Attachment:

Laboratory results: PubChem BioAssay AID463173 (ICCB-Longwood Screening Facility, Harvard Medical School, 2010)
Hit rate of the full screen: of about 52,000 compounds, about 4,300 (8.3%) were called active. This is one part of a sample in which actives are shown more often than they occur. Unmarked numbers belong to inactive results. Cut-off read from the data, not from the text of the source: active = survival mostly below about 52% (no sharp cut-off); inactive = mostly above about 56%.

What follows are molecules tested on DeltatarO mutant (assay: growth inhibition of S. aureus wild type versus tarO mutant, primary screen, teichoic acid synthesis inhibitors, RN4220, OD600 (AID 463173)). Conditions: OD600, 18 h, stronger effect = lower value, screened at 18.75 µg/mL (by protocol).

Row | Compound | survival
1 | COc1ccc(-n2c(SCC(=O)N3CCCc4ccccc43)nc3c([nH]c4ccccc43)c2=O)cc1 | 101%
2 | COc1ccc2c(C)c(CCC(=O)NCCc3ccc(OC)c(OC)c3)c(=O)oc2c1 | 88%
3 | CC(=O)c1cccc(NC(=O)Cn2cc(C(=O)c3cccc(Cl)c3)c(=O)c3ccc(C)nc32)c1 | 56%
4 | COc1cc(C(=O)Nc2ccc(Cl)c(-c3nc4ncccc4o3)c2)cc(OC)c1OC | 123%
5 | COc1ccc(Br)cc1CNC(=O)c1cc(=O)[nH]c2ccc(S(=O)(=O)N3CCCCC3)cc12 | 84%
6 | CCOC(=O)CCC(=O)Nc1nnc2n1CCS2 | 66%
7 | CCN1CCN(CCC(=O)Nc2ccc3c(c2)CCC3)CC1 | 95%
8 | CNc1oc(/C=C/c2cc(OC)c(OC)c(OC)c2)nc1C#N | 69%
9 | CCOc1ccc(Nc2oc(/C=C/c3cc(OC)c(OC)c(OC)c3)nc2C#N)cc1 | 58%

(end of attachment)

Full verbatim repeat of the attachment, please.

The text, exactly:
Laboratory results: PubChem BioAssay AID463173 (ICCB-Longwood Screening Facility, Harvard Medical School, 2010)
Hit rate of the full screen: of about 52,000 compounds, about 4,300 (8.3%) were called active. This is one part of a sample in which actives are shown more often than they occur. Unmarked numbers belong to inactive results. Cut-off read from the data, not from the text of the source: active = survival mostly below about 52% (no sharp cut-off); inactive = mostly above about 56%.

What follows are molecules tested on DeltatarO mutant (assay: growth inhibition of S. aureus wild type versus tarO mutant, primary screen, teichoic acid synthesis inhibitors, RN4220, OD600 (AID 463173)). Conditions: OD600, 18 h, stronger effect = lower value, screened at 18.75 µg/mL (by protocol).

Row | Compound | survival
1 | COc1ccc(-n2c(SCC(=O)N3CCCc4ccccc43)nc3c([nH]c4ccccc43)c2=O)cc1 | 101%
2 | COc1ccc2c(C)c(CCC(=O)NCCc3ccc(OC)c(OC)c3)c(=O)oc2c1 | 88%
3 | CC(=O)c1cccc(NC(=O)Cn2cc(C(=O)c3cccc(Cl)c3)c(=O)c3ccc(C)nc32)c1 | 56%
4 | COc1cc(C(=O)Nc2ccc(Cl)c(-c3nc4ncccc4o3)c2)cc(OC)c1OC | 123%
5 | COc1ccc(Br)cc1CNC(=O)c1cc(=O)[nH]c2ccc(S(=O)(=O)N3CCCCC3)cc12 | 84%
6 | CCOC(=O)CCC(=O)Nc1nnc2n1CCS2 | 66%
7 | CCN1CCN(CCC(=O)Nc2ccc3c(c2)CCC3)CC1 | 95%
8 | CNc1oc(/C=C/c2cc(OC)c(OC)c(OC)c2)nc1C#N | 69%
9 | CCOc1ccc(Nc2oc(/C=C/c3cc(OC)c(OC)c(OC)c3)nc2C#N)cc1 | 58%